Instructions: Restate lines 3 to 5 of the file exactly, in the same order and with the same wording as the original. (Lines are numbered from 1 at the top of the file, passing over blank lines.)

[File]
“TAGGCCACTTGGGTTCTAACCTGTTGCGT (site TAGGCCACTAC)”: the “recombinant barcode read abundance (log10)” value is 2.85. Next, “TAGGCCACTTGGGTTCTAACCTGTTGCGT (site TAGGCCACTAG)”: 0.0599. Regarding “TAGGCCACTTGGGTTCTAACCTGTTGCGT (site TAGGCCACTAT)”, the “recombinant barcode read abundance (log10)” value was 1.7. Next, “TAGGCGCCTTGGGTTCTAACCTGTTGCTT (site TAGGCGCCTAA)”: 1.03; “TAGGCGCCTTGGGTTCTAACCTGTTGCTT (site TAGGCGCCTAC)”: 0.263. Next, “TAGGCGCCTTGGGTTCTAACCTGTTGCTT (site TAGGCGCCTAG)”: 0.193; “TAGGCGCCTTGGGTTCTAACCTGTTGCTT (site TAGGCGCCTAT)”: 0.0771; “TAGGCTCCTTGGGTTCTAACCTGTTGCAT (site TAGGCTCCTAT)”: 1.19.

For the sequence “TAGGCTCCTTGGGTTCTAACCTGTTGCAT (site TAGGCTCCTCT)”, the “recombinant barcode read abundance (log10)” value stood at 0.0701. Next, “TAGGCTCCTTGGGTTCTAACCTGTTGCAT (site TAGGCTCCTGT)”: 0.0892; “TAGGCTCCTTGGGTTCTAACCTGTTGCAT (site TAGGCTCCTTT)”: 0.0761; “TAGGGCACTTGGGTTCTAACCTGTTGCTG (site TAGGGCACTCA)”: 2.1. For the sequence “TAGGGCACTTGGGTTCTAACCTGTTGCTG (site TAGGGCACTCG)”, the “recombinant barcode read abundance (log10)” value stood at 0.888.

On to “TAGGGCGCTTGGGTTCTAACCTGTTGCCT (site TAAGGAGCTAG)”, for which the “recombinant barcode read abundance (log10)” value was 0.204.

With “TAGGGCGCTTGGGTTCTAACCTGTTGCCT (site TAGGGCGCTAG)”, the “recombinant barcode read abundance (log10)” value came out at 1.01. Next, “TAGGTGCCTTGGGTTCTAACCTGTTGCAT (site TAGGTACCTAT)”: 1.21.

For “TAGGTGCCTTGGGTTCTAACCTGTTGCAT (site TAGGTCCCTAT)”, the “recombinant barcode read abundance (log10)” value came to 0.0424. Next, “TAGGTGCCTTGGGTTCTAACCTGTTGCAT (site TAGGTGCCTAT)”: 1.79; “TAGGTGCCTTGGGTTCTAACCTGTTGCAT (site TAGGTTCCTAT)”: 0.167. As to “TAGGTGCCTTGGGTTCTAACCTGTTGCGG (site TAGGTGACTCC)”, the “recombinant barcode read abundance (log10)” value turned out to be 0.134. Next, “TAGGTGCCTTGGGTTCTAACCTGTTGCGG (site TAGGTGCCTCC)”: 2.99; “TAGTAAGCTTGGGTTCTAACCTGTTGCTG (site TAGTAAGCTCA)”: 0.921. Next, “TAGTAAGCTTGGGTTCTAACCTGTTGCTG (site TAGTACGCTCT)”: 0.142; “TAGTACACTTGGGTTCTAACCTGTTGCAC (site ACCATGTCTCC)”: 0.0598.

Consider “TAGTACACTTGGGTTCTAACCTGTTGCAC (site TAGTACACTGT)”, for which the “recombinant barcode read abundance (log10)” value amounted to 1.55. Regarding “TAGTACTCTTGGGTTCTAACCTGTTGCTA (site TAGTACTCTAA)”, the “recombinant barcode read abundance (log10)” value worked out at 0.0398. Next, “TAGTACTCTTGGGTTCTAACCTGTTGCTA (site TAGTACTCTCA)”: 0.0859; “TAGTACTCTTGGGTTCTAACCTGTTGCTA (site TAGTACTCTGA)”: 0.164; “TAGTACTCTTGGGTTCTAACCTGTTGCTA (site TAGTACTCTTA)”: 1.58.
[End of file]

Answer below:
On to “TAGGGCGCTTGGGTTCTAACCTGTTGCCT (site TAAGGAGCTAG)”, for which the “recombinant barcode read abundance (log10)” value was 0.204.

With “TAGGGCGCTTGGGTTCTAACCTGTTGCCT (site TAGGGCGCTAG)”, the “recombinant barcode read abundance (log10)” value came out at 1.01. Next, “TAGGTGCCTTGGGTTCTAACCTGTTGCAT (site TAGGTACCTAT)”: 1.21.

For “TAGGTGCCTTGGGTTCTAACCTGTTGCAT (site TAGGTCCCTAT)”, the “recombinant barcode read abundance (log10)” value came to 0.0424. Next, “TAGGTGCCTTGGGTTCTAACCTGTTGCAT (site TAGGTGCCTAT)”: 1.79; “TAGGTGCCTTGGGTTCTAACCTGTTGCAT (site TAGGTTCCTAT)”: 0.167. As to “TAGGTGCCTTGGGTTCTAACCTGTTGCGG (site TAGGTGACTCC)”, the “recombinant barcode read abundance (log10)” value turned out to be 0.134. Next, “TAGGTGCCTTGGGTTCTAACCTGTTGCGG (site TAGGTGCCTCC)”: 2.99; “TAGTAAGCTTGGGTTCTAACCTGTTGCTG (site TAGTAAGCTCA)”: 0.921. Next, “TAGTAAGCTTGGGTTCTAACCTGTTGCTG (site TAGTACGCTCT)”: 0.142; “TAGTACACTTGGGTTCTAACCTGTTGCAC (site ACCATGTCTCC)”: 0.0598.